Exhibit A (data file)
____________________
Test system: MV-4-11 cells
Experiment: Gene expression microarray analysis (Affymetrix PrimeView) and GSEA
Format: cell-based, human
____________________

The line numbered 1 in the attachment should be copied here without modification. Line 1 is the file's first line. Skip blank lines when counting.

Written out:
Test system: MV-4-11 cells